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Photoshop is the world’s most powerful image editor, and it’s arguably the most complex, as well. Fortunately, nobody knows the program like award-winning book and video author Deke McClelland. Join Deke as he explores such indispensable Photoshop features as resolution, cropping, color correction, retouching, and layers. Gain expertise with real-world projects that make sense. Exercise files accompany the course.
Download Deke's free dekeKeys and color settings from the Exercise Files tab.
In this exercise, we're going to use the Dodge tool to lighten some of the darkest details inside of this rather dark portrait shot in the first place. So I'm going to drop down here to the Dodge tool and click on it in order to make it active. It's the tool that looks like a little paddle or lollipop. And notice if you start painting in the image, you will brighten that portion of the image. So here I am painting underneath the eye. Now that's a lot of lightning for my taste. In other words, we're brightening the photograph more than I think we should in a single brushstroke and that it has to do with some settings that are available to you up here in the Options Bar.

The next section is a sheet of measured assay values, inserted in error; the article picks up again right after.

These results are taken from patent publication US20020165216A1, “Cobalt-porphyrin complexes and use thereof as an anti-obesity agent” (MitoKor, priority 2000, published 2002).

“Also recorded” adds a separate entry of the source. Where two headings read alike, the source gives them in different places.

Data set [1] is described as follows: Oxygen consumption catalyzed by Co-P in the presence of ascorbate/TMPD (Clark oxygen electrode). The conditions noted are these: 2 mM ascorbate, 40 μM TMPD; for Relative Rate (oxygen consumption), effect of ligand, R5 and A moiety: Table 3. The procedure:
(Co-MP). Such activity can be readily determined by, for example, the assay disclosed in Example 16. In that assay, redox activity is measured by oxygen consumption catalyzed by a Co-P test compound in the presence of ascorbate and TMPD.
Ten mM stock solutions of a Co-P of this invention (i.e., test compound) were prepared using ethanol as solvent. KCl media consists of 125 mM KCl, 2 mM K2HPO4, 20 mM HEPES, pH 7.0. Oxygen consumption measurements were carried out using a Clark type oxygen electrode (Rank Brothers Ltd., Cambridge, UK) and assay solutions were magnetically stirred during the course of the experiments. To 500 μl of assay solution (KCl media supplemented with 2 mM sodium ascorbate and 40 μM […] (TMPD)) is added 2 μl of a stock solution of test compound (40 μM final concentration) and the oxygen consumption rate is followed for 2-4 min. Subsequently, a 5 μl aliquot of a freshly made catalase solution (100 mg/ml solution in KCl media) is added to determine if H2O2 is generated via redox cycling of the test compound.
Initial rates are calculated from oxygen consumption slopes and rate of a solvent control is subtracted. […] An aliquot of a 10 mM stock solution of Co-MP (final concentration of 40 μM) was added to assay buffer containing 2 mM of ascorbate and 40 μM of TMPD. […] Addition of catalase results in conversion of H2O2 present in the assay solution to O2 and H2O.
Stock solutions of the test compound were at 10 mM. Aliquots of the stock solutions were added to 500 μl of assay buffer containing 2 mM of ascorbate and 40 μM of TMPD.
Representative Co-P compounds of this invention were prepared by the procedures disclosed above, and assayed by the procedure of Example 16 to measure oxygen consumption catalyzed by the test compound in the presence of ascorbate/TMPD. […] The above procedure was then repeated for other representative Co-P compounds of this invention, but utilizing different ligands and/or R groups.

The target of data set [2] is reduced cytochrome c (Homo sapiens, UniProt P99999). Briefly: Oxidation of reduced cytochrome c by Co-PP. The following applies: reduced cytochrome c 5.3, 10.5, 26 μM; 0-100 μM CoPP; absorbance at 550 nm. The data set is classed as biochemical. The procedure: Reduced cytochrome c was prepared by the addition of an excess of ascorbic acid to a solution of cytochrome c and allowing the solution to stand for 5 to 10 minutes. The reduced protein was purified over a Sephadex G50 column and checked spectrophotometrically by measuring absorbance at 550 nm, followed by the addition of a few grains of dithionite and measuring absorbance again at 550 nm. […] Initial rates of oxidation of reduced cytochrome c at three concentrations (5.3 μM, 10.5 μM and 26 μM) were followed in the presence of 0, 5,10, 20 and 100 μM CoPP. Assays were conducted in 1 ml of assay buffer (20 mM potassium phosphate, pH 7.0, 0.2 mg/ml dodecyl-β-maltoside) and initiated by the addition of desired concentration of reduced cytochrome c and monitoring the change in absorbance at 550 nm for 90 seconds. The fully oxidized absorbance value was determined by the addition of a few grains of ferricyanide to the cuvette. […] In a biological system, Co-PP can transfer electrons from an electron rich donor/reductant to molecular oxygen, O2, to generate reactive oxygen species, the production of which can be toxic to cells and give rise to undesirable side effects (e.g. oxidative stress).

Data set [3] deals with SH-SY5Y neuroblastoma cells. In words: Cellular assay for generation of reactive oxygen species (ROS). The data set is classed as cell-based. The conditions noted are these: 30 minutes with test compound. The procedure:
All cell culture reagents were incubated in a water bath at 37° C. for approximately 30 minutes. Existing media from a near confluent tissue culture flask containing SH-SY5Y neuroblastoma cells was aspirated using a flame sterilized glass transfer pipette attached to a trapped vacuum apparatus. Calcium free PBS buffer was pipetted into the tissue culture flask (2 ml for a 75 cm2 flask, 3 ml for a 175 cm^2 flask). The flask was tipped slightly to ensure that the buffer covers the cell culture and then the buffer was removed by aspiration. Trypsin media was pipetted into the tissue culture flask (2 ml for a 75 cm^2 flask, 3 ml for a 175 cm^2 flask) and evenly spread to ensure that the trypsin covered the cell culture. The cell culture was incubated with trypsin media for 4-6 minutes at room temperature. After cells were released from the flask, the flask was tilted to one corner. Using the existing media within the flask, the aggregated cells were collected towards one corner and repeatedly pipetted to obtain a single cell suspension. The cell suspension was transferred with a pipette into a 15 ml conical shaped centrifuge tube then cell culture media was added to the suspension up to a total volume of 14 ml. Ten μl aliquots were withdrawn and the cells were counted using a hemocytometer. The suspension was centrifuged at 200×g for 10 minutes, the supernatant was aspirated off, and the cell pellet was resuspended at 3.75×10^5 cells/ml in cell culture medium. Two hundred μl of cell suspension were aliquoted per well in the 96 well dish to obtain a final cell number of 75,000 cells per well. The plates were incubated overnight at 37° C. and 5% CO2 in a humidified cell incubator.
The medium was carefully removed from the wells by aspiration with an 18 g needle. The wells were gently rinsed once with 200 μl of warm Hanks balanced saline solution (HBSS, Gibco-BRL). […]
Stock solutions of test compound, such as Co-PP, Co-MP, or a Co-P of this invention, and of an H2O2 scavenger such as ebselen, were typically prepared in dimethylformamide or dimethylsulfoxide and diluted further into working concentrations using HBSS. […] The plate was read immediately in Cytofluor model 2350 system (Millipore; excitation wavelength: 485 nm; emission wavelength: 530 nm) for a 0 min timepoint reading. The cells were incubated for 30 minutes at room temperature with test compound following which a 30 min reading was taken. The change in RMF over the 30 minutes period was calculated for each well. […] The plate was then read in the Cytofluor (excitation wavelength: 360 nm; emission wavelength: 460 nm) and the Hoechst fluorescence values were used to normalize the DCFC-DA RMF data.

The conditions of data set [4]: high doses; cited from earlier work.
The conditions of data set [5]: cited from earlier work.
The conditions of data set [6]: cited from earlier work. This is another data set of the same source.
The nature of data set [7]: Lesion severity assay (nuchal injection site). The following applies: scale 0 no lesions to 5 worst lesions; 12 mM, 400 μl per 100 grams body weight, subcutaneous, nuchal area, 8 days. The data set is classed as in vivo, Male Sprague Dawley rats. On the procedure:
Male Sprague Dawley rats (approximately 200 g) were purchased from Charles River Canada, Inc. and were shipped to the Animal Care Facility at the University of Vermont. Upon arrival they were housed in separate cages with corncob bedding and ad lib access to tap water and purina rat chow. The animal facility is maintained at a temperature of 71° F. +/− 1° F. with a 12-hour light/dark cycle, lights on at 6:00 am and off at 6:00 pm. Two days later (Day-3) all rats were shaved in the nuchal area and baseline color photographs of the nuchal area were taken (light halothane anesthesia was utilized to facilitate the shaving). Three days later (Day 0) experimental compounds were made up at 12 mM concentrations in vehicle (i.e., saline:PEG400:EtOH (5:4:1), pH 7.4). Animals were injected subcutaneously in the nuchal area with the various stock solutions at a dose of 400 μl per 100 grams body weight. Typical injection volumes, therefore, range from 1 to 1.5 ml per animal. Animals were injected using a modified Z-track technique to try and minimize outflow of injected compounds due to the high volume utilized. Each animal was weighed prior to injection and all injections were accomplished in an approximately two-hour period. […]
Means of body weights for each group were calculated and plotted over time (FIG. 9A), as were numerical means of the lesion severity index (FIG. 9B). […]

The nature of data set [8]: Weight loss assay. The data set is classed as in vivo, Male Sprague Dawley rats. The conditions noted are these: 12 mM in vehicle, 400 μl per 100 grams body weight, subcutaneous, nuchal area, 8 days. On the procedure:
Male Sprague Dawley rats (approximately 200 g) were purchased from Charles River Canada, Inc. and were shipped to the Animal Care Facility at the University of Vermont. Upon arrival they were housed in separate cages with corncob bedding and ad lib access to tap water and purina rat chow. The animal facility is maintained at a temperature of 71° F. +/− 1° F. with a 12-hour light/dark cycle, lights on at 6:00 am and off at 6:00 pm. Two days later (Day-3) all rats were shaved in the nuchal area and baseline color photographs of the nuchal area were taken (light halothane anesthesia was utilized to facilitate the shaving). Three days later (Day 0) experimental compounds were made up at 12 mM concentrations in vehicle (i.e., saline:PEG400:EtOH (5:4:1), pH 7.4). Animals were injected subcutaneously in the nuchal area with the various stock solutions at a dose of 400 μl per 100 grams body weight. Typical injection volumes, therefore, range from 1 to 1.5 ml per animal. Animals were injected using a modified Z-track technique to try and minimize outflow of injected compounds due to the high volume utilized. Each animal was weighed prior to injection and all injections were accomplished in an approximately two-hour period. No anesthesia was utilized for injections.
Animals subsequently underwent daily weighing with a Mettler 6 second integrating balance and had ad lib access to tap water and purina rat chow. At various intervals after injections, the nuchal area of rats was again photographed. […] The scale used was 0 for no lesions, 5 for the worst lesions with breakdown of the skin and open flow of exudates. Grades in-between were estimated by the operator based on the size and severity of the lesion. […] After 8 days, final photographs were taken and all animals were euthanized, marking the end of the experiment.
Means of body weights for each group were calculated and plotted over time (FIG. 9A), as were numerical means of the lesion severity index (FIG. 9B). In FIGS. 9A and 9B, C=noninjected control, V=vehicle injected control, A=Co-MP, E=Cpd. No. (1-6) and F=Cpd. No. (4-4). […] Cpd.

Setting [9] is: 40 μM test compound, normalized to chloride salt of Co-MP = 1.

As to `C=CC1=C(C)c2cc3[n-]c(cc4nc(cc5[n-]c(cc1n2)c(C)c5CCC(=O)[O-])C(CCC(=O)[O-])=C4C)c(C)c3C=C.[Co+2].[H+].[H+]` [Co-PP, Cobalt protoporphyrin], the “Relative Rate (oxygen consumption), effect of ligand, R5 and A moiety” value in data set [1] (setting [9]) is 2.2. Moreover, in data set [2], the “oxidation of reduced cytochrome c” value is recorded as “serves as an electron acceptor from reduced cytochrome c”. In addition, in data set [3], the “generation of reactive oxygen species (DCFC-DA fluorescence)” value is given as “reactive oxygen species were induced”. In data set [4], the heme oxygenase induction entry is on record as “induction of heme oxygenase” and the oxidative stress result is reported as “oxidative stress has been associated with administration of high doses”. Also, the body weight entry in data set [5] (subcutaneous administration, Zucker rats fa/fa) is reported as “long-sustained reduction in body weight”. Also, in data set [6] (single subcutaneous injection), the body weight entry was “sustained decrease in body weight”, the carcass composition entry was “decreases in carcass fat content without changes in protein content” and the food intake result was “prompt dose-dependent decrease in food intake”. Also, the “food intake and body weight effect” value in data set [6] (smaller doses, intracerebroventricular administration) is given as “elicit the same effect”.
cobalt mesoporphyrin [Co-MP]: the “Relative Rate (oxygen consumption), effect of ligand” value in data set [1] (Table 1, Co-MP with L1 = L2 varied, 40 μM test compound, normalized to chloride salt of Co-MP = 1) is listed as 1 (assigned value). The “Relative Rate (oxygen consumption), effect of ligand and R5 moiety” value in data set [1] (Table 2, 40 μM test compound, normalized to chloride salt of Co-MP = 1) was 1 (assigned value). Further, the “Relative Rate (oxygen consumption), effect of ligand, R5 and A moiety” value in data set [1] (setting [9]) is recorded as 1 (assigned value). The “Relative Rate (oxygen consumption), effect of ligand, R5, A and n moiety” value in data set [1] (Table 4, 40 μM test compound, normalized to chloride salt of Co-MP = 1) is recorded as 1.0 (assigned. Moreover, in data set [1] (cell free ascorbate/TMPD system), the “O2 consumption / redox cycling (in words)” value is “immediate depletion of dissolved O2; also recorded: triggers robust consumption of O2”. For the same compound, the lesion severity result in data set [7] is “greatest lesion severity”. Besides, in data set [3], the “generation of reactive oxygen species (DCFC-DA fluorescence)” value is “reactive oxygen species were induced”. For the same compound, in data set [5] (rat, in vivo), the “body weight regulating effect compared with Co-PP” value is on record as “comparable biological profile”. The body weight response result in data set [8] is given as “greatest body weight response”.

So I want to give you a sense of what's going on. First of all you can brighten one of three Ranges that is the Midtones which are those middle colors that we've discussed a couple of chapters ago, the Shadows which are darkest colors in the image, and the Highlights which are the lightest colors. Now it's very unlikely you're going to want to brighten the Highlights inside of the image using the Dodge tool. That would indicate that your entire image is too dark and you need to enhance it using Brightness/Contrast or Levels and Curves as we'll learn in the future chapter. Although, I will say dodging highlights is useful for masking which is something we'll learn later as well.
More likely you're going to want to stick with Midtones that are the default setting or dig into those Shadows, but when you're brightening Shadows, you really need to be careful and take it easy. Anyway, I'm going to leave that set to Midtones for now because I want you to know that there is a keyboard shortcut for these guys and that's Shift+Alt on the PC or Shift+Option on the Mac along with the first letter in Shadows, Midtones or Highlights, so Shift+Alt+M for Midtones for example, Shift+Alt+S for Shadows. But hey! That just didn't work.